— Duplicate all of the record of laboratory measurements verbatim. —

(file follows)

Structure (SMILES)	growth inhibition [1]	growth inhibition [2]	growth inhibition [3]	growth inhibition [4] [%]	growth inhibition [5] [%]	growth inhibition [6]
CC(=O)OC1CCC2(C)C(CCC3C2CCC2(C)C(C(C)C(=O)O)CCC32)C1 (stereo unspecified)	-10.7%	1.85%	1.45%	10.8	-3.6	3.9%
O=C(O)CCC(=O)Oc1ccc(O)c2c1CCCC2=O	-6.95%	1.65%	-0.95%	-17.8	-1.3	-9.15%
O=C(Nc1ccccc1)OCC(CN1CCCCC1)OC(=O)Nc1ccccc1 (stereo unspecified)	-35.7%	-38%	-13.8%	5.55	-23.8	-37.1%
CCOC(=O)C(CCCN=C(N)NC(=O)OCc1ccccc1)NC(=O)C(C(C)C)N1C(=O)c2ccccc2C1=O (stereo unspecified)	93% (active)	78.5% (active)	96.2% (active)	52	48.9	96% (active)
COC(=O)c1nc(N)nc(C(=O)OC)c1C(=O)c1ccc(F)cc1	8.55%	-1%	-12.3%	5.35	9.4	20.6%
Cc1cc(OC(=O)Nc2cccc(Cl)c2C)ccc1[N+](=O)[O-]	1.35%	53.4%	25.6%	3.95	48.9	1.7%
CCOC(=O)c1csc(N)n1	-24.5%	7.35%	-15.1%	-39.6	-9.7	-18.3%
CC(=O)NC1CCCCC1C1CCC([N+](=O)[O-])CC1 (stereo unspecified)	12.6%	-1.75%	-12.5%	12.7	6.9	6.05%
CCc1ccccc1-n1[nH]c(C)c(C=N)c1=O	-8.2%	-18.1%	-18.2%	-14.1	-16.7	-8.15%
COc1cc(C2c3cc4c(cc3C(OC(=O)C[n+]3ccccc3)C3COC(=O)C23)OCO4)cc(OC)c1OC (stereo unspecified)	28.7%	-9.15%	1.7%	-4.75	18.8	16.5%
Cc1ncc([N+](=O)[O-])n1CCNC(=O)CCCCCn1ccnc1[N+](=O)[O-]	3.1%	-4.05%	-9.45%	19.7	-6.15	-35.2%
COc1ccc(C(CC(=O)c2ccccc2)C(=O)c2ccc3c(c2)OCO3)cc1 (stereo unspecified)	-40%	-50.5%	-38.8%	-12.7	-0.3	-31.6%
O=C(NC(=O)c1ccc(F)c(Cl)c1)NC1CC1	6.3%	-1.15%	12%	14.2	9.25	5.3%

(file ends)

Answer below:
Structure (SMILES)	growth inhibition [1]	growth inhibition [2]	growth inhibition [3]	growth inhibition [4] [%]	growth inhibition [5] [%]	growth inhibition [6]
CC(=O)OC1CCC2(C)C(CCC3C2CCC2(C)C(C(C)C(=O)O)CCC32)C1 (stereo unspecified)	-10.7%	1.85%	1.45%	10.8	-3.6	3.9%
O=C(O)CCC(=O)Oc1ccc(O)c2c1CCCC2=O	-6.95%	1.65%	-0.95%	-17.8	-1.3	-9.15%
O=C(Nc1ccccc1)OCC(CN1CCCCC1)OC(=O)Nc1ccccc1 (stereo unspecified)	-35.7%	-38%	-13.8%	5.55	-23.8	-37.1%
CCOC(=O)C(CCCN=C(N)NC(=O)OCc1ccccc1)NC(=O)C(C(C)C)N1C(=O)c2ccccc2C1=O (stereo unspecified)	93% (active)	78.5% (active)	96.2% (active)	52	48.9	96% (active)
COC(=O)c1nc(N)nc(C(=O)OC)c1C(=O)c1ccc(F)cc1	8.55%	-1%	-12.3%	5.35	9.4	20.6%
Cc1cc(OC(=O)Nc2cccc(Cl)c2C)ccc1[N+](=O)[O-]	1.35%	53.4%	25.6%	3.95	48.9	1.7%
CCOC(=O)c1csc(N)n1	-24.5%	7.35%	-15.1%	-39.6	-9.7	-18.3%
CC(=O)NC1CCCCC1C1CCC([N+](=O)[O-])CC1 (stereo unspecified)	12.6%	-1.75%	-12.5%	12.7	6.9	6.05%
CCc1ccccc1-n1[nH]c(C)c(C=N)c1=O	-8.2%	-18.1%	-18.2%	-14.1	-16.7	-8.15%
COc1cc(C2c3cc4c(cc3C(OC(=O)C[n+]3ccccc3)C3COC(=O)C23)OCO4)cc(OC)c1OC (stereo unspecified)	28.7%	-9.15%	1.7%	-4.75	18.8	16.5%
Cc1ncc([N+](=O)[O-])n1CCNC(=O)CCCCCn1ccnc1[N+](=O)[O-]	3.1%	-4.05%	-9.45%	19.7	-6.15	-35.2%
COc1ccc(C(CC(=O)c2ccccc2)C(=O)c2ccc3c(c2)OCO3)cc1 (stereo unspecified)	-40%	-50.5%	-38.8%	-12.7	-0.3	-31.6%
O=C(NC(=O)c1ccc(F)c(Cl)c1)NC1CC1	6.3%	-1.15%	12%	14.2	9.25	5.3%